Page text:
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Environmental Economics: Lecture 7. Comparing Policy Instruments (cont.). Outline. Review 3 graphs & basic tools Key results so far New areas Midnight Dumping Innovation Areas not addressed in our survey so far. Our model so far: graph #1. Price and Cost. Equilibrium Price P A.

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Environmental economics lecture 7 l.jpg

Environmental Economics: Lecture 7

Comparing Policy Instruments (cont.)


Outline l.jpg
Outline

  • Review 3 graphs & basic tools

  • Key results so far

  • New areas

    • Midnight Dumping

    • Innovation

  • Areas not addressed in our survey so far


Our model so far graph 1 l.jpg
Our model so far: graph #1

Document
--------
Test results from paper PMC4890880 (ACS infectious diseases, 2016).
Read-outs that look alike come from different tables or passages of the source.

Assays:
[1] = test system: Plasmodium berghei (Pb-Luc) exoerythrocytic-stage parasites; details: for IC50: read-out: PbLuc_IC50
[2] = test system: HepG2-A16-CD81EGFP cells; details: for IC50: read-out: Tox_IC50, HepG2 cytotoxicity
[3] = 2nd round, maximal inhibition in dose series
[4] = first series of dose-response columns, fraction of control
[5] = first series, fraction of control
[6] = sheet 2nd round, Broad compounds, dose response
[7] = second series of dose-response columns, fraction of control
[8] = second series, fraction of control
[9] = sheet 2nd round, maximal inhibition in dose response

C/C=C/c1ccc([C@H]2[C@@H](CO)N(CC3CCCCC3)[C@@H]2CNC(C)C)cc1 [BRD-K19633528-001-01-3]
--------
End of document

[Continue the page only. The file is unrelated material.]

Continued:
Price

and Cost

Equilibrium

Price PA

MPC (supply curve)

Quantity

MSC= MPC+MED

MED (externality)

D= Marginal SocialBenefit


Basic tools l.jpg
Basic Tools

  • When changing quantity, we focus on areas under curves

    • Below MB = Change in benefits

    • Below MC = Change in costs

    • Below MED = Area between SMC & MPC = change in externality

  • With perfect competition, P=MR=MPC, which determines the “competitive output.”

  • With perfect competition, area below MB, but above price = consumer’s surplus


Equilibrium with a negative externality l.jpg
Equilibrium with a Negative Externality

Price

and Cost

MSC

B

MPC (supply curve)

A

Equilibrium

Price PA

D= Marginal SocialBenefit

8,000 Units

10,000 Units

Quantity

Economically Efficient Output

Equilibrium Output


Result 1 inefficiency of externality l.jpg
Result #1: inefficiency of externality

  • We used graph #1 to identify the costs of moving from “competitive equilibrium quantity”, to “socially optimal quantity.”

  • Specifically we compared

    • Lost benefits (below MB), to:

    • Private cost savings (below PMC) & Reductions in Externality (below MED=between PMC & MED).